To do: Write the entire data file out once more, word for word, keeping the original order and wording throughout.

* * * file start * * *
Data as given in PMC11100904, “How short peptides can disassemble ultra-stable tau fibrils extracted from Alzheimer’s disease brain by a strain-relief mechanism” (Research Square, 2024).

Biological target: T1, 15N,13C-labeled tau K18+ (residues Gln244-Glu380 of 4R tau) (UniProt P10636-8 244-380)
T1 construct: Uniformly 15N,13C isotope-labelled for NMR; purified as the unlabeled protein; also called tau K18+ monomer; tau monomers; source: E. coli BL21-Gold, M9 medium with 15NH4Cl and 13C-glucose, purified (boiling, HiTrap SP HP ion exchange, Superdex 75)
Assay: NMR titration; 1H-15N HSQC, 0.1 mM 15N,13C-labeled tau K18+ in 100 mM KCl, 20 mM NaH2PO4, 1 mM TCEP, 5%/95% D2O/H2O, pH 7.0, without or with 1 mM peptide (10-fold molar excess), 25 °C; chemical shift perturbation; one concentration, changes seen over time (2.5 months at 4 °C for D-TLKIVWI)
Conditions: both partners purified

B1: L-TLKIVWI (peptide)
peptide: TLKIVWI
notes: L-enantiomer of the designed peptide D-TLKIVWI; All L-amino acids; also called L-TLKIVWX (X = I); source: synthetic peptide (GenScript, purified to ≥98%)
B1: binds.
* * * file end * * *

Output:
Data as given in PMC11100904, “How short peptides can disassemble ultra-stable tau fibrils extracted from Alzheimer’s disease brain by a strain-relief mechanism” (Research Square, 2024).

Biological target: T1, 15N,13C-labeled tau K18+ (residues Gln244-Glu380 of 4R tau) (UniProt P10636-8 244-380)
T1 construct: Uniformly 15N,13C isotope-labelled for NMR; purified as the unlabeled protein; also called tau K18+ monomer; tau monomers; source: E. coli BL21-Gold, M9 medium with 15NH4Cl and 13C-glucose, purified (boiling, HiTrap SP HP ion exchange, Superdex 75)
Assay: NMR titration; 1H-15N HSQC, 0.1 mM 15N,13C-labeled tau K18+ in 100 mM KCl, 20 mM NaH2PO4, 1 mM TCEP, 5%/95% D2O/H2O, pH 7.0, without or with 1 mM peptide (10-fold molar excess), 25 °C; chemical shift perturbation; one concentration, changes seen over time (2.5 months at 4 °C for D-TLKIVWI)
Conditions: both partners purified

B1: L-TLKIVWI (peptide)
peptide: TLKIVWI
notes: L-enantiomer of the designed peptide D-TLKIVWI; All L-amino acids; also called L-TLKIVWX (X = I); source: synthetic peptide (GenScript, purified to ≥98%)
B1: binds.